Continuing Abstracts

Coral Health and Monitoring Program coral at coral.AOML.ERL.GOV
Wed Jul 5 15:45:36 EDT 1995

As part of our continuing effort to distribute information regarding 
coral health and monitoring, we are circulating the following two 

Bonem,-R.M.  Recognition of storm impact on the reef sediment 
        10-14. Choat,-J.H.;Barnes,-D.;Borowitzka,-M.A.;Coll,- 
        al.-eds.. 1988. pp. 475-478. 

Recognition of the imprint of hurricanes and other storm 
deposits on the sediment record can provide a useful 
stratigraphic marker for the study of modern and ancient reef 
systems. Sediment cores were taken from lagoonal patch reef 
and forereef settings along the north coast of Jamaica before 
and after the passage of Hurricane Allen in August 1980. 
Examination of these cores has revealed that preservation of 
storm events is variable and may be altered with time. 
Although storm layers were easily recognized in lagoonal 
settings within 2 years following the hurricane, passage of 
time has made recognition based on grain-size differences 
more difficult due to bioturbation and grain-size alteration. 
However, it was possible to identify storm sediments by the 
presence of allochthonous skeletal grains. 


Gagan,-M.K.; Chivas,-A.R.; Johnson,-D.P.  Cyclone-induced 
        shelf sediment transport and the ecology of the Great 
        SYMPOSIUM-1-TO-10-14. Choat,-J.H.;Barnes,- 
        P.;et-al.-eds.. 1988. pp. 595-600. 

Shelf sediments collected immediately before and after the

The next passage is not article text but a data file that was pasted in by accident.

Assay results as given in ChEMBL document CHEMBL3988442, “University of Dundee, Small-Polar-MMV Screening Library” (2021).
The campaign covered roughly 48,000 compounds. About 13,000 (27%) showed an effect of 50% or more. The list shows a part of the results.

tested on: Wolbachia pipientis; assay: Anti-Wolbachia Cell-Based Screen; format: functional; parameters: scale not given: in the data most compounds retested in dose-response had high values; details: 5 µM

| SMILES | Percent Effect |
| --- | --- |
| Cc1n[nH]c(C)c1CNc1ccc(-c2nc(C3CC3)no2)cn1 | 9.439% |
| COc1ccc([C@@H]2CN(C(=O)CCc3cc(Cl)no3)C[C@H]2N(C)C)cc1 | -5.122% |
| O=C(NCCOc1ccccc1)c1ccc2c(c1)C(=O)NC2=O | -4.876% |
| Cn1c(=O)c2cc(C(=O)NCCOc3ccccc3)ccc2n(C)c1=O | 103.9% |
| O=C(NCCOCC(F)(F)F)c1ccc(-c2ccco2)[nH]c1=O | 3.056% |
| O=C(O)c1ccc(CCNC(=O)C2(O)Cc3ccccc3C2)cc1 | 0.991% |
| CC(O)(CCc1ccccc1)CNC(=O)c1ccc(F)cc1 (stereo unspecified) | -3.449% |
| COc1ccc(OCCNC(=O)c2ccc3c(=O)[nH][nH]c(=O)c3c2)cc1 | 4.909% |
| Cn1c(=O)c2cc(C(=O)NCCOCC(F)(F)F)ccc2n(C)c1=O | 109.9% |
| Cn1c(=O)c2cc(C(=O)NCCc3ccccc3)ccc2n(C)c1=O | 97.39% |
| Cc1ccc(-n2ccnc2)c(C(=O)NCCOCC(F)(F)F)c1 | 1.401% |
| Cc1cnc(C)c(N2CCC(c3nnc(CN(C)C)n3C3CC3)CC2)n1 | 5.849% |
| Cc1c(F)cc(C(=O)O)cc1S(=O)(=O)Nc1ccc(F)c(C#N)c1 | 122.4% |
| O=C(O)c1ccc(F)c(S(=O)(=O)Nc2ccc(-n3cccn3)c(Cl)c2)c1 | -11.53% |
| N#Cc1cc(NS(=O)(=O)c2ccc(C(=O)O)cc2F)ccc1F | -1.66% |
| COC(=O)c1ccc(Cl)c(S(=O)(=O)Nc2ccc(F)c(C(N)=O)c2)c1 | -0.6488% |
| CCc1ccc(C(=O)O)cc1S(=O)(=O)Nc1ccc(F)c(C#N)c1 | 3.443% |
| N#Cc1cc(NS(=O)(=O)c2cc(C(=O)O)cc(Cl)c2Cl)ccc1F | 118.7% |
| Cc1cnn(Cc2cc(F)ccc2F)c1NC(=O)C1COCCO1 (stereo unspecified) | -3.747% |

passage of Cyclone Winifred (1 February 1986) confirmed that 
the storm produced a normally graded layer extending 30 km 
offshore in water up to 43m deep. Resampling of the storm 
layer one year after the cyclone showed it to be completely 
obliterated offshore, but well-preserved on the inner shelf. 
The cross-shelf difference in preservation reflects the 
concentration of benthic organisms and higher bioturbation 
rates offshore. Post-cyclone changes in the cross-shelf 
distribution of  super(13)C/ super(12)C and carbonate suggest 
that: (1) sediment derived from near-record flooding of the 
Johnstone River did not move more than 15 km offshore, (2) 
reef detritus was swept up to 1.5km shoreward to the mid- 
shelf, and (3) resuspended mid-shelf sediment was driven at 
least 15km shoreward to the inner shelf. Flood plume sediment 
rarely reaches the Great Barrier Reef directly from shore. 

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